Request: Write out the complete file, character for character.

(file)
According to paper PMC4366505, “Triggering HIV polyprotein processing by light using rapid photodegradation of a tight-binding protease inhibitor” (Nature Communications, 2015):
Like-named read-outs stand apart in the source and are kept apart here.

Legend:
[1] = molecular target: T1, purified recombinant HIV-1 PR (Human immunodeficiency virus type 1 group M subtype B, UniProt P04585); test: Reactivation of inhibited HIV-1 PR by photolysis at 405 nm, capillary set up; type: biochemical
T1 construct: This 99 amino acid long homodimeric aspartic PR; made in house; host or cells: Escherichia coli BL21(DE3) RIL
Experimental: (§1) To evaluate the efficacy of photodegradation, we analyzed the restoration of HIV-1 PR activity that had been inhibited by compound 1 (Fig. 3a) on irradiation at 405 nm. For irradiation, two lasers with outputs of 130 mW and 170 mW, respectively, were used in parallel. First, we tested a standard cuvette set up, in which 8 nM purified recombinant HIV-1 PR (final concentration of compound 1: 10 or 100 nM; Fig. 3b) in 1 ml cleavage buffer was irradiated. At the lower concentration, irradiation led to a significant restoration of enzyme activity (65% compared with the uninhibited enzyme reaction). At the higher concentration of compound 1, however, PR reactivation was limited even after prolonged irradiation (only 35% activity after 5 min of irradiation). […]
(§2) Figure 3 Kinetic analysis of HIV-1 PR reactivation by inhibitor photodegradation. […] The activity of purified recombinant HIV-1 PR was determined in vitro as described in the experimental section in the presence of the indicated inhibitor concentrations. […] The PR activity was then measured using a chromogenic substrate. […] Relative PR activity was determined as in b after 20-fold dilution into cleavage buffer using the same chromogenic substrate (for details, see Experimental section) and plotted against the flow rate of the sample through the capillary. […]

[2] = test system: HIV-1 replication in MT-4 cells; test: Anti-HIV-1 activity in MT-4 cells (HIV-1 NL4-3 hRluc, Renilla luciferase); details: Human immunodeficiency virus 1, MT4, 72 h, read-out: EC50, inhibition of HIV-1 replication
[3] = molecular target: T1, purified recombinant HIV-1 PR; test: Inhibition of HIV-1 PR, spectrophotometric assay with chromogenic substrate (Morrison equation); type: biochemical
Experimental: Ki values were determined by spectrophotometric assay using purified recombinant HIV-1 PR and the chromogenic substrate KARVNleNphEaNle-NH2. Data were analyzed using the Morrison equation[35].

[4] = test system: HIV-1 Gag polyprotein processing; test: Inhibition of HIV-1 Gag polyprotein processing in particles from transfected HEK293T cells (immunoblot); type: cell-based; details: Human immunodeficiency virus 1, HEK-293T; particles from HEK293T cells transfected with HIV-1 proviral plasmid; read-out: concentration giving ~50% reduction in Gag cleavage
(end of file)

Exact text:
According to paper PMC4366505, “Triggering HIV polyprotein processing by light using rapid photodegradation of a tight-binding protease inhibitor” (Nature Communications, 2015):
Like-named read-outs stand apart in the source and are kept apart here.

Legend:
[1] = molecular target: T1, purified recombinant HIV-1 PR (Human immunodeficiency virus type 1 group M subtype B, UniProt P04585); test: Reactivation of inhibited HIV-1 PR by photolysis at 405 nm, capillary set up; type: biochemical
T1 construct: This 99 amino acid long homodimeric aspartic PR; made in house; host or cells: Escherichia coli BL21(DE3) RIL
Experimental: (§1) To evaluate the efficacy of photodegradation, we analyzed the restoration of HIV-1 PR activity that had been inhibited by compound 1 (Fig. 3a) on irradiation at 405 nm. For irradiation, two lasers with outputs of 130 mW and 170 mW, respectively, were used in parallel. First, we tested a standard cuvette set up, in which 8 nM purified recombinant HIV-1 PR (final concentration of compound 1: 10 or 100 nM; Fig. 3b) in 1 ml cleavage buffer was irradiated. At the lower concentration, irradiation led to a significant restoration of enzyme activity (65% compared with the uninhibited enzyme reaction). At the higher concentration of compound 1, however, PR reactivation was limited even after prolonged irradiation (only 35% activity after 5 min of irradiation). […]
(§2) Figure 3 Kinetic analysis of HIV-1 PR reactivation by inhibitor photodegradation. […] The activity of purified recombinant HIV-1 PR was determined in vitro as described in the experimental section in the presence of the indicated inhibitor concentrations. […] The PR activity was then measured using a chromogenic substrate. […] Relative PR activity was determined as in b after 20-fold dilution into cleavage buffer using the same chromogenic substrate (for details, see Experimental section) and plotted against the flow rate of the sample through the capillary. […]

[2] = test system: HIV-1 replication in MT-4 cells; test: Anti-HIV-1 activity in MT-4 cells (HIV-1 NL4-3 hRluc, Renilla luciferase); details: Human immunodeficiency virus 1, MT4, 72 h, read-out: EC50, inhibition of HIV-1 replication
[3] = molecular target: T1, purified recombinant HIV-1 PR; test: Inhibition of HIV-1 PR, spectrophotometric assay with chromogenic substrate (Morrison equation); type: biochemical
Experimental: Ki values were determined by spectrophotometric assay using purified recombinant HIV-1 PR and the chromogenic substrate KARVNleNphEaNle-NH2. Data were analyzed using the Morrison equation[35].

[4] = test system: HIV-1 Gag polyprotein processing; test: Inhibition of HIV-1 Gag polyprotein processing in particles from transfected HEK293T cells (immunoblot); type: cell-based; details: Human immunodeficiency virus 1, HEK-293T; particles from HEK293T cells transfected with HIV-1 proviral plasmid; read-out: concentration giving ~50% reduction in Gag cleavage